by Dr. Rafael Medoff
Where do you suppose Brooklyn Dodgers manager Leo Durocher went after his catcher’s dropped third strike led to the Dodgers’ heartbreaking loss of the fourth game of the 1941 World Series?
Instead of spending the evening strategizing for the next game or drowning his sorrows in a local bar, Durocher went to a giant political rally at Maidson Square Garden, where he joined other celebrities –including numerous Hollywood stars– in raising their voices in protest concerning the issue of American military action abroad. But unlike today’s Hollywood stars, many of whom have been marching against U.S. action to oust Saddam Hussein, Durocher and the leading Hollywood stars of that era were campaigning for war.
It happened on October 5, 1941. The New York Yankees were leading the World Series –the first Subway Series– two games to one, but Durocher’s Dodgers were on the verge of tying the series, carrying a one-run lead into the ninth inning. With two outs and two strikes, catcher Mickey Owen couldn’t handle what would have been the game-ending third strike, allowing the batter to reach base and opening the door to a Yankees rally and victory.
That evening, some of the biggest stars of stage and screen came together at Madison Square Garden to stage a dramatic pageant called “Fun to Be Free.” Its purpose was to rally public support for pre-emptive U.S. military action against Nazi Germany.
This position was sharply at odds with public opinion. Gallup polls during 1940-41 found only about one-tenth of Americans willing to go to war for any other reason than to fend off an invasion of the United States itself. The hardships of the Great Depression had intensified the view that domestic concerns required America’s full attention, and that the country could not spare any resources for overseas matters.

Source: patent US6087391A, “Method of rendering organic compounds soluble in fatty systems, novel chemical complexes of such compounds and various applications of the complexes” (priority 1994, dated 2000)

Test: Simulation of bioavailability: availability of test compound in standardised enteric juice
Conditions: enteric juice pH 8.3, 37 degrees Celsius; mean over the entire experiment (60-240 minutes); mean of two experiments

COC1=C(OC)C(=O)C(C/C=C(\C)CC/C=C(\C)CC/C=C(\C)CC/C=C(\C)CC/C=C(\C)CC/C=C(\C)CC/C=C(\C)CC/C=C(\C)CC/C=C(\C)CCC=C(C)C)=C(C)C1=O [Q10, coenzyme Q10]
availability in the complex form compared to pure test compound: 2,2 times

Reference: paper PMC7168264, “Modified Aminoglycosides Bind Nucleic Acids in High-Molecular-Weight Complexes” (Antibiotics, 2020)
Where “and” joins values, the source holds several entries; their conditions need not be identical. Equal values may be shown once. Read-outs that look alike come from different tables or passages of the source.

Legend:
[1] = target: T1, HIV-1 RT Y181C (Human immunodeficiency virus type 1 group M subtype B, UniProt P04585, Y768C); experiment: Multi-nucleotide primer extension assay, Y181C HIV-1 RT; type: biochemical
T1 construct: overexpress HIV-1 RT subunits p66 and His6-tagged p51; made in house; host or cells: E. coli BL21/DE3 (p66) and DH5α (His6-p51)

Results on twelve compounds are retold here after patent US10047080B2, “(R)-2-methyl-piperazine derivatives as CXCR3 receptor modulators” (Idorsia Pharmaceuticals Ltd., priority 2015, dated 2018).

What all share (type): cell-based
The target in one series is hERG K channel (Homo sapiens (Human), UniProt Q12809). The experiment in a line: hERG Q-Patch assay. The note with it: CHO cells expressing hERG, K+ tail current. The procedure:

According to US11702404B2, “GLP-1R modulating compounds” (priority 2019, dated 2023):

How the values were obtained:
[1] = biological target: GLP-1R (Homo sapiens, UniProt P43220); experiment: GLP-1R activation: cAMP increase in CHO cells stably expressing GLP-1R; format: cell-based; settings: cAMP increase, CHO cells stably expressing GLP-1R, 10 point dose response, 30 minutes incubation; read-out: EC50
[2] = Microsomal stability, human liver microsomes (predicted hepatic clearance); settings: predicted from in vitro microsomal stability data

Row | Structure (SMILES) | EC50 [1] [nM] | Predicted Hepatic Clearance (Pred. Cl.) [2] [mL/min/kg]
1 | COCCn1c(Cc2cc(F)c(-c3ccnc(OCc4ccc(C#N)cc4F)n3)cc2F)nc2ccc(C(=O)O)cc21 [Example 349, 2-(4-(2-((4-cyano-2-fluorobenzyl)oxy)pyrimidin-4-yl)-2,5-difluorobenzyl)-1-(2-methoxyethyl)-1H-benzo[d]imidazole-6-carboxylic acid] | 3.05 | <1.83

Hollywood strongly disagreed.
While the America First movement and other isolationist groups campaigned against U.S. involvement in the war against Nazi Germany, Hollywood stars flocked to the ranks the Fight for Freedom Committee, which advocated American military action against Hitler as the only way to preserve world peace. It attracted so many celebrities that it created a special “Stage, Screen, Radio and Arts Division.” Like today’s advocates of war against Saddam, who refer to the Iraqi regime as part of an ‘Axis of Evil’, Fight for Freedom’s Stage and Screen division declared that part of its aim was to expose “the evils of dictatorship.”
“Fun to Be Free,” authored by screenwriters Ben Hecht and Charles MacArthur, utilized Hollywood’s talents to make the case for war. An audience of over 17,000 packed Madison Square Garden for the three hour “Mammoth Revue” of patriotic songs, skits mocking Hitler, Mussolini, and Tojo, and dramatic readings emphasizing the need for quick American military intervention. The audience “came close to having the wits scared out of them” at the beginning of the show, the New York Times reported, when the darkened auditorium was rocked by a soundtrack of a bombing raid and criss-crossing searchlights that showed thousands of eight-inch cardboard soldiers drifting down from the ceiling in tiny parachutes.